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Groups sue to block administration from denying visas to immigrants who can't afford health care

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Trump plan would deny visas over health costs
Trump administration plans to deny visas to immigrants who can't afford health care 03:59

Washington — A coalition of immigration advocacy groups and legal organizations on Wednesday mounted the first legal challenge against a sweeping proclamation President Trump issued earlier this month that would allow the government to reject visa applications from immigrants it determines will not be able to pay for health insurance or cover medical costs in the U.S.

The organizations asked the U.S. District Court in Oregon to block the Trump administration from implementing the new policy, which is slated to take effect Sunday. According to an estimate from the non-partisan Migration Policy Institute, the new requirements could deny entry to approximately 375,000 would-be immigrants each year.

In their lawsuit, the groups, which include the American Immigration Lawyers Association, Innovation Law Lab and the Justice Action Center, accused the administration of trying to "unilaterally rewrite" the nation's immigration laws. 

"Based on the latest data, up to an estimated 375,000 immigrants are at risk each year of being banned due to a lack of "approved" health insurance coverage, or close to two-thirds of all qualified immigrant visa applicants, many of whom are people of color," the groups wrote in their filing. "This is repugnant not only to our values, but also our nation's laws and Constitution."

The lawsuit lists as plaintiffs several U.S. citizens sponsoring visas for family members abroad who may be denied entry into the U.S. under the stringent requirements of the president's proclamation.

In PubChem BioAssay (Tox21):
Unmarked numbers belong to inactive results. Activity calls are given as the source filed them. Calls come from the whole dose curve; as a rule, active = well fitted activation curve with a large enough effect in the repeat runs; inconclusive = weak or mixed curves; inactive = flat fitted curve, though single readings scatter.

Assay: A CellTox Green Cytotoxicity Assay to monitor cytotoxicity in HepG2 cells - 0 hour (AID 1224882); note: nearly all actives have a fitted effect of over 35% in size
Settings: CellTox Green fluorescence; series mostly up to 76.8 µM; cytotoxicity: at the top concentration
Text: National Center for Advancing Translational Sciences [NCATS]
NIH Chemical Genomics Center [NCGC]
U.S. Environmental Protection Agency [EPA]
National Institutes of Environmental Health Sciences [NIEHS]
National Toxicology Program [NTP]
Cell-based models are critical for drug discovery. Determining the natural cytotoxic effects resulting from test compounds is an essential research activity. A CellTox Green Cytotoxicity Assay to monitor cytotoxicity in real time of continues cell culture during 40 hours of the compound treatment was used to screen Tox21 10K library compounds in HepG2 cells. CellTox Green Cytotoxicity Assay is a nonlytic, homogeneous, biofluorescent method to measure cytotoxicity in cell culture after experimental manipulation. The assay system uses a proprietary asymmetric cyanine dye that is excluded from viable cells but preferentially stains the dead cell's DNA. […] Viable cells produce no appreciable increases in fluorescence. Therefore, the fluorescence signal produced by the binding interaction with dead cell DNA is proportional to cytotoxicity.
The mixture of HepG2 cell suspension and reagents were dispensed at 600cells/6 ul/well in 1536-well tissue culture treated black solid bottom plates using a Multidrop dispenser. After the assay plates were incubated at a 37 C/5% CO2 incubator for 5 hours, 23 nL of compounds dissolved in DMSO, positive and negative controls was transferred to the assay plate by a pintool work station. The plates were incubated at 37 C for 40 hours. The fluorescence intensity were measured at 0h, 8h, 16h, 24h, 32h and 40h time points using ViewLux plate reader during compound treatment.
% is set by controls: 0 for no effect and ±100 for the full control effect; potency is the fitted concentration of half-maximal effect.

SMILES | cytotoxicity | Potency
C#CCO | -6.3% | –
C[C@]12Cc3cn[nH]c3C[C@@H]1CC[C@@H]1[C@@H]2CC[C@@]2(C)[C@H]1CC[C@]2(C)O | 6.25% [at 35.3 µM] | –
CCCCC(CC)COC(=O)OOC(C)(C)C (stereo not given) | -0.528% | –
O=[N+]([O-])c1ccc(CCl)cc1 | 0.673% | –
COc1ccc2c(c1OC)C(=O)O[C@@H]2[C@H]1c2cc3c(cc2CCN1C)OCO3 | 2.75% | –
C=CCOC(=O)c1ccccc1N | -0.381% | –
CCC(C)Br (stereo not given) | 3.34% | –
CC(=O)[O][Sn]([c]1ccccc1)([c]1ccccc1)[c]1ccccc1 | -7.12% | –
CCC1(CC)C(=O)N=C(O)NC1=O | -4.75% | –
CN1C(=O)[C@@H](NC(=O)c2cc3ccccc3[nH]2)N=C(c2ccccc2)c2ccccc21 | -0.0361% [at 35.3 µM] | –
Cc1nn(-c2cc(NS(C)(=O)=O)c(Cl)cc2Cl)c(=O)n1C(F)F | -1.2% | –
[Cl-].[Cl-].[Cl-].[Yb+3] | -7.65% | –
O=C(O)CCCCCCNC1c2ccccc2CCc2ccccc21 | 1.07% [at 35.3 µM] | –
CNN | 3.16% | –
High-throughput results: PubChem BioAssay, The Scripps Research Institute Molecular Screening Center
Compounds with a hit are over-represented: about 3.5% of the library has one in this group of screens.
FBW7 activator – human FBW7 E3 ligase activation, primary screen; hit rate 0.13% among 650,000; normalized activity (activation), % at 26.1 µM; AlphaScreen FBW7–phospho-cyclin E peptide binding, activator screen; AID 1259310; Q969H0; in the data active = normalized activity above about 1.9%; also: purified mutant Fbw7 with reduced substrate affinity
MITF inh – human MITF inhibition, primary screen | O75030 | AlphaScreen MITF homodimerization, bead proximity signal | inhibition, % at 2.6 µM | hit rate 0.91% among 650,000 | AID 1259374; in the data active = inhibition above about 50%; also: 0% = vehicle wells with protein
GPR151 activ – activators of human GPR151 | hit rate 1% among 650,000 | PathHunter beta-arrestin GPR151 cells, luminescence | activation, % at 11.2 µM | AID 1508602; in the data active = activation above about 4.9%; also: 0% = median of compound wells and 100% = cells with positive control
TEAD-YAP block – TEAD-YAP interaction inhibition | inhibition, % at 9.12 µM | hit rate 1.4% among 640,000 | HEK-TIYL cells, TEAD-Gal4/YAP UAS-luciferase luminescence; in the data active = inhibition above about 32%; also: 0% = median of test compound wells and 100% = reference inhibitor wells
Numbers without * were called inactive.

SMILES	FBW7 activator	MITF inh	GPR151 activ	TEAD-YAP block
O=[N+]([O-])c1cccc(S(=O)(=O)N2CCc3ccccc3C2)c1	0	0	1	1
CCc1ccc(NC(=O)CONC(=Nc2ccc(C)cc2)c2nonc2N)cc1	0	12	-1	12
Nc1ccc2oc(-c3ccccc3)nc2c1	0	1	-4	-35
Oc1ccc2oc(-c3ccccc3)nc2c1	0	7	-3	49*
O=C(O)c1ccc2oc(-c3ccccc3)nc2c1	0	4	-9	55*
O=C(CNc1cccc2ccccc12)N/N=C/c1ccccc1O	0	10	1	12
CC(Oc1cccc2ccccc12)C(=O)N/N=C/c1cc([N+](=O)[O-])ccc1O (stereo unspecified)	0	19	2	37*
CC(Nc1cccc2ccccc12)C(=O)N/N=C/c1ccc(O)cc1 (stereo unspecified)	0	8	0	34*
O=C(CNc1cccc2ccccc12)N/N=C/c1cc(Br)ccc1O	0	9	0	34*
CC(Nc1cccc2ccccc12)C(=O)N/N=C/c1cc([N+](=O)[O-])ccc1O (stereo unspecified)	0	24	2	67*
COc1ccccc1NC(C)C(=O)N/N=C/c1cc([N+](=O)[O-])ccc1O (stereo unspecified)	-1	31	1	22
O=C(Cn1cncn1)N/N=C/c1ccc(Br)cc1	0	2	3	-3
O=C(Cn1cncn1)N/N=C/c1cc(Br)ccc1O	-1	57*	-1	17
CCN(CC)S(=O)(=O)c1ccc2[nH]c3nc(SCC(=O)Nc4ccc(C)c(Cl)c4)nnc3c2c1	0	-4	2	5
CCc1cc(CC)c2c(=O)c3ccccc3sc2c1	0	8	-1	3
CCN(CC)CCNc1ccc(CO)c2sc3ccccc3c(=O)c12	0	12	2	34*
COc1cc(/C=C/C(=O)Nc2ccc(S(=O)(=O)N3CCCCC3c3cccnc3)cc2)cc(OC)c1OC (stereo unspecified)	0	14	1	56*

Under the order, State Department consular officers would only accept immigrant visa petitions made abroad if the applicants demonstrate they will have the ability to secure health insurance within a month of their arrival in the U.S. If that's not possible, then petitioners would need to prove they have the financial resources to pay "reasonably foreseeable medical costs" — a standard not defined in the proclamation.

Although tasked by the order to establish "standards and procedures" for U.S. consular offices to determine whether applicants satisfy the new requirements, the State Department has yet to release public guidance for applicants.

The order, issued late on a Friday evening, is just one of several major policies the administration has rolled out in recent months to overhaul the nation's legal immigration system and dramatically slash admissions of foreigners looking to move to the U.S. 

In August, U.S. Citizenship and Immigration Services (USCIS) published the final version of the long-waited "public charge" rule that would allow the government to deny visas and green cards to people who use or might use certain public benefits like food stamps and government-subsidized housing. The USCIS rule is currently held up in court, while a companion State Department regulation has not been implemented because the agency has yet to clear a new form to be used by visa applicants.

Doug Rand, an Obama White House official who founded a firm to help immigrants navigate the U.S. immigration system, believes the lawsuit is likely to succeed in court, just like the challenges to the "public charge" regulation. 

"It's pretty clear just from the text of the proclamation that it is highly vulnerable. It was clearly written in haste and without an immense amount for interagency consultation," he said. 

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